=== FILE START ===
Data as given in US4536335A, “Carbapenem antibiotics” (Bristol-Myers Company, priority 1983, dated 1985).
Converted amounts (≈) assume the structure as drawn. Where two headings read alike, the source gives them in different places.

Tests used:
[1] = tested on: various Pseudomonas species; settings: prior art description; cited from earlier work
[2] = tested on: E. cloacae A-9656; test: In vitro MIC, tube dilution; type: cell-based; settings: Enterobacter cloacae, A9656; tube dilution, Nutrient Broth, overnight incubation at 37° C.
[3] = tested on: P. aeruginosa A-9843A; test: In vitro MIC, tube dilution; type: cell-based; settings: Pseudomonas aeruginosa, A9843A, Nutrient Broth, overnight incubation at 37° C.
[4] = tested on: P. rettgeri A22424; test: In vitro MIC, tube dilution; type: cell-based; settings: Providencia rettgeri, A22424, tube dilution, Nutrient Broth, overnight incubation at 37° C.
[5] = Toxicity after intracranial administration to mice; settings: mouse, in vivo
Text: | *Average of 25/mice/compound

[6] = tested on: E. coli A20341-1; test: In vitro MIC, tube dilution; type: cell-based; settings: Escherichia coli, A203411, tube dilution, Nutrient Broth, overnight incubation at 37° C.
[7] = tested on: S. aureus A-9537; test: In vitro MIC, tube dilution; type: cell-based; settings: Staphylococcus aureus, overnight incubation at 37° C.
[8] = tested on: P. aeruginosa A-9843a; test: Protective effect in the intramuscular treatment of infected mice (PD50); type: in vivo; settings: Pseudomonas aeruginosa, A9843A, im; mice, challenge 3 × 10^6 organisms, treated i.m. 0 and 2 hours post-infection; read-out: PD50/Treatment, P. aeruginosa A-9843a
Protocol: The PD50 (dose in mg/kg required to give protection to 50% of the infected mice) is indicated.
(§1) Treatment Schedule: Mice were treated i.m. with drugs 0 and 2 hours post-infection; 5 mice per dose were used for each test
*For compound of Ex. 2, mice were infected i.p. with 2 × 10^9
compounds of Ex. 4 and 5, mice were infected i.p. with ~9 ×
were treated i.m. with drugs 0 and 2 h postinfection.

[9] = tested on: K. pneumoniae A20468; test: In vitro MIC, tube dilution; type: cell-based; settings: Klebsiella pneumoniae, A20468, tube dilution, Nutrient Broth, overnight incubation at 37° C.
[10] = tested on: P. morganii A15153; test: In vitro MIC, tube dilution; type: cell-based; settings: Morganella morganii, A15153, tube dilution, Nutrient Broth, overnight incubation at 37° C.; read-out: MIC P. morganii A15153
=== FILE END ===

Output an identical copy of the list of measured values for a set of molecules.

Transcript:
Data as given in US4536335A, “Carbapenem antibiotics” (Bristol-Myers Company, priority 1983, dated 1985).
Converted amounts (≈) assume the structure as drawn. Where two headings read alike, the source gives them in different places.

Tests used:
[1] = tested on: various Pseudomonas species; settings: prior art description; cited from earlier work
[2] = tested on: E. cloacae A-9656; test: In vitro MIC, tube dilution; type: cell-based; settings: Enterobacter cloacae, A9656; tube dilution, Nutrient Broth, overnight incubation at 37° C.
[3] = tested on: P. aeruginosa A-9843A; test: In vitro MIC, tube dilution; type: cell-based; settings: Pseudomonas aeruginosa, A9843A, Nutrient Broth, overnight incubation at 37° C.
[4] = tested on: P. rettgeri A22424; test: In vitro MIC, tube dilution; type: cell-based; settings: Providencia rettgeri, A22424, tube dilution, Nutrient Broth, overnight incubation at 37° C.
[5] = Toxicity after intracranial administration to mice; settings: mouse, in vivo
Text: | *Average of 25/mice/compound

[6] = tested on: E. coli A20341-1; test: In vitro MIC, tube dilution; type: cell-based; settings: Escherichia coli, A203411, tube dilution, Nutrient Broth, overnight incubation at 37° C.
[7] = tested on: S. aureus A-9537; test: In vitro MIC, tube dilution; type: cell-based; settings: Staphylococcus aureus, overnight incubation at 37° C.
[8] = tested on: P. aeruginosa A-9843a; test: Protective effect in the intramuscular treatment of infected mice (PD50); type: in vivo; settings: Pseudomonas aeruginosa, A9843A, im; mice, challenge 3 × 10^6 organisms, treated i.m. 0 and 2 hours post-infection; read-out: PD50/Treatment, P. aeruginosa A-9843a
Protocol: The PD50 (dose in mg/kg required to give protection to 50% of the infected mice) is indicated.
(§1) Treatment Schedule: Mice were treated i.m. with drugs 0 and 2 hours post-infection; 5 mice per dose were used for each test
*For compound of Ex. 2, mice were infected i.p. with 2 × 10^9
compounds of Ex. 4 and 5, mice were infected i.p. with ~9 ×
were treated i.m. with drugs 0 and 2 h postinfection.

[9] = tested on: K. pneumoniae A20468; test: In vitro MIC, tube dilution; type: cell-based; settings: Klebsiella pneumoniae, A20468, tube dilution, Nutrient Broth, overnight incubation at 37° C.
[10] = tested on: P. morganii A15153; test: In vitro MIC, tube dilution; type: cell-based; settings: Morganella morganii, A15153, tube dilution, Nutrient Broth, overnight incubation at 37° C.; read-out: MIC P. morganii A15153